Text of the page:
The artist was referring to the dot-com bubble of the late 1990s and early 2000s, when a speculative mania around early internet companies — combined with a widespread ignorance of what the internet actually was or how it worked — pushed the Nasdaq Composite up to an unsustainable level, eventually leading to a huge selloff.
As you can see above, the Nasdaq took decades to recover its dot-com bubble — but it eventually did, and today it is far above it.
To that end, Beeple likely has a point. NFTs may be in a bubble today — but like the internet, there is real future potential to that technology which should survive after the bursting of the bubble.
But how long will we have to wait to see that potential? And in the meantime, should you buy NFTs?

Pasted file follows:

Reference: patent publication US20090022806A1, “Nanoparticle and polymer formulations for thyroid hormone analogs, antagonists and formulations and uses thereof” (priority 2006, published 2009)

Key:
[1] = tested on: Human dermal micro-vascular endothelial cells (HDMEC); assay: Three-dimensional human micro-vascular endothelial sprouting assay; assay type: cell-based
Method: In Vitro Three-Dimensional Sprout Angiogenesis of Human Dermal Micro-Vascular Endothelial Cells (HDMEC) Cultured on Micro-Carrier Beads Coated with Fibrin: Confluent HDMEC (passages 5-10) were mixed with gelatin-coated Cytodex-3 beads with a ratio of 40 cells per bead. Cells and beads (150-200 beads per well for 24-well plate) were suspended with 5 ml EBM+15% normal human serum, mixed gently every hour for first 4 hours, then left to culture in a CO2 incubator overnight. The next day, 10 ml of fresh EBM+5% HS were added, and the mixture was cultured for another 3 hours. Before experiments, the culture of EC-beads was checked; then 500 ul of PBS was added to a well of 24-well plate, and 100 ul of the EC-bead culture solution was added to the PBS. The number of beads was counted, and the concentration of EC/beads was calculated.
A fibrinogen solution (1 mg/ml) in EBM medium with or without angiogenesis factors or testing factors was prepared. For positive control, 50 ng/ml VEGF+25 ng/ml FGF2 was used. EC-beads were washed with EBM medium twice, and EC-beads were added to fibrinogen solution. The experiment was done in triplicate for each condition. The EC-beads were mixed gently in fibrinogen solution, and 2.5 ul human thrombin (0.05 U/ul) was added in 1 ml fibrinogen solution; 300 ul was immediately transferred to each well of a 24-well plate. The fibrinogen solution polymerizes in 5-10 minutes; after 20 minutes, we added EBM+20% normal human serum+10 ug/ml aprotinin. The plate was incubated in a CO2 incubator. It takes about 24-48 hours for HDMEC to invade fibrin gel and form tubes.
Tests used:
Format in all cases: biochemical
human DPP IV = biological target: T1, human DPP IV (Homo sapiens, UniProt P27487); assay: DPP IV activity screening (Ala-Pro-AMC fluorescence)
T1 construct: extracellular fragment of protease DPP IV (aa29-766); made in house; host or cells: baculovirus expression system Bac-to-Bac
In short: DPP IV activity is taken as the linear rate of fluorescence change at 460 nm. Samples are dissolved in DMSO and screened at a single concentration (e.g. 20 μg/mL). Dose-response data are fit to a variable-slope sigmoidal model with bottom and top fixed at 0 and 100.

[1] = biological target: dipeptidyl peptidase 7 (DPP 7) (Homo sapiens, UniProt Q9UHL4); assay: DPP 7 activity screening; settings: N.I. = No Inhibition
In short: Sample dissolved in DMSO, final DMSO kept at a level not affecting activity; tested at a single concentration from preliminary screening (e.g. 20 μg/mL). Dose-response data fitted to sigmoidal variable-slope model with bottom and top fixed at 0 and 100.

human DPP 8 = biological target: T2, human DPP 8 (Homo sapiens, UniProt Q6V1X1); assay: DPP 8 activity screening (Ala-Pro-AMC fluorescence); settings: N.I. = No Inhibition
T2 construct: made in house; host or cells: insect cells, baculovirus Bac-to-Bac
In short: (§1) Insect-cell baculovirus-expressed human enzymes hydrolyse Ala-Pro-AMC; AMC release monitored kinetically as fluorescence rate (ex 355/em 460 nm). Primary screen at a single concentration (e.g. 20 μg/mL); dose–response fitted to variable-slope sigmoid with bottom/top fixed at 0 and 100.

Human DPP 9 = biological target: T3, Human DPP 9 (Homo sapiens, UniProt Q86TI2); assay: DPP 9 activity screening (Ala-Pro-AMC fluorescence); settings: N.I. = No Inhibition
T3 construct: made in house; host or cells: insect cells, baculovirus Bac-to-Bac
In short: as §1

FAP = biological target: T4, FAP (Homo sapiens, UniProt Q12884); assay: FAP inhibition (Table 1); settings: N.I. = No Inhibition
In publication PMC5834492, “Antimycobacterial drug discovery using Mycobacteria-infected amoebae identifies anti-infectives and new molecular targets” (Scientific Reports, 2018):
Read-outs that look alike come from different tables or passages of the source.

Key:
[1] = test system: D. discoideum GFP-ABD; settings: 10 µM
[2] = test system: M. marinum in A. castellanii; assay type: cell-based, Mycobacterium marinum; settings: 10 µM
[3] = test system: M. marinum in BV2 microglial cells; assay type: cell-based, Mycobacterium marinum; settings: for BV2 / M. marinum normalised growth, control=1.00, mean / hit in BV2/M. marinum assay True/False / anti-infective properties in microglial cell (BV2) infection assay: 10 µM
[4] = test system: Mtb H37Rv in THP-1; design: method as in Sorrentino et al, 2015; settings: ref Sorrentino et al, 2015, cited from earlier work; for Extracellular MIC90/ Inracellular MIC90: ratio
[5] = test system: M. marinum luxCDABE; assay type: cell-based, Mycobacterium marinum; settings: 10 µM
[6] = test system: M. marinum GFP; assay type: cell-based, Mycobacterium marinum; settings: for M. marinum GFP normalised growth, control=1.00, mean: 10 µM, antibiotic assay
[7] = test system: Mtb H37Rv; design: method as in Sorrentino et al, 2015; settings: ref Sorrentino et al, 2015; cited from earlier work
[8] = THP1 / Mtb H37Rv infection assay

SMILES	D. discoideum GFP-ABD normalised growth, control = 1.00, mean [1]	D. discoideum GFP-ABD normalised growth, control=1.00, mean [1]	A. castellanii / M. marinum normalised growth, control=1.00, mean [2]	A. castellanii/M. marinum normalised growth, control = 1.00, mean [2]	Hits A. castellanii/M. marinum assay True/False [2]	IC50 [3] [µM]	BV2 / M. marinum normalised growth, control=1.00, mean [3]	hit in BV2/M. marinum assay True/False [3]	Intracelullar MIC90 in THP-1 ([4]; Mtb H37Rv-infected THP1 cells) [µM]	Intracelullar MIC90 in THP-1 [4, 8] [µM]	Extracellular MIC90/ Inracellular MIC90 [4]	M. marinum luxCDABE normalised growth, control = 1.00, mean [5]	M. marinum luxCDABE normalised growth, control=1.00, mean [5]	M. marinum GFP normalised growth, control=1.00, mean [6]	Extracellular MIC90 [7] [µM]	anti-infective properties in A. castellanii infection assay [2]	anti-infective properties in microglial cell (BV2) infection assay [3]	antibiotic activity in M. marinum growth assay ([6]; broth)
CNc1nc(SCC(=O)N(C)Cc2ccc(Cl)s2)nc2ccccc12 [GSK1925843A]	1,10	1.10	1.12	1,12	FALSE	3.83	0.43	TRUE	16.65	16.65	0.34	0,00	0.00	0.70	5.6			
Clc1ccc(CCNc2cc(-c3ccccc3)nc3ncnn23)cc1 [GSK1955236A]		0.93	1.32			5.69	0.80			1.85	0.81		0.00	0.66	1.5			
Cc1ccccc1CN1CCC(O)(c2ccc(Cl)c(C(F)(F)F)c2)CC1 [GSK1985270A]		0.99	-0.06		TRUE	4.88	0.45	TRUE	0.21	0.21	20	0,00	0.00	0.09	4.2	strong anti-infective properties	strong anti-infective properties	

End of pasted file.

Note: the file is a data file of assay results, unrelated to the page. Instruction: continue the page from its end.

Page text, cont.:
The Future of NFTs — and How to Invest
The first question is a complicated one with no easy answer. In some ways, NFTs are already solving important economic problems. The global collectibles market, although not exactly an essential industry for day-to-day life, was valued at $370 billion in 2020 — and had been moving toward digital ownership verification before the emergence of NFTs.
The second question is more straightforward to answer: No, it’s not yet time for people like you and me to buy NFTs. It’s not a mature enough technology to dive into headfirst — and NFTs aren’t especially useful assets for most investors unless they’re shopping for a piece of digital art that is only available in NFT form.
Rather, the reason why NFTs are worth paying attention to right now is because they provide a sort of proof-of-concept for sophisticated blockchains like Ethereum, which hosts the vast majority of NFT transactions today.
If you want to try your chances in the new market craze, we can’t stop you, but we can do our best to set you up for success.
Once you have established a cryptocurrency wallet, you will need to set up an account on an NFT marketplace.
NFT marketplaces are essentially digital art galleries that allow investors and artists alike to browse, list, and bid on various NFTs.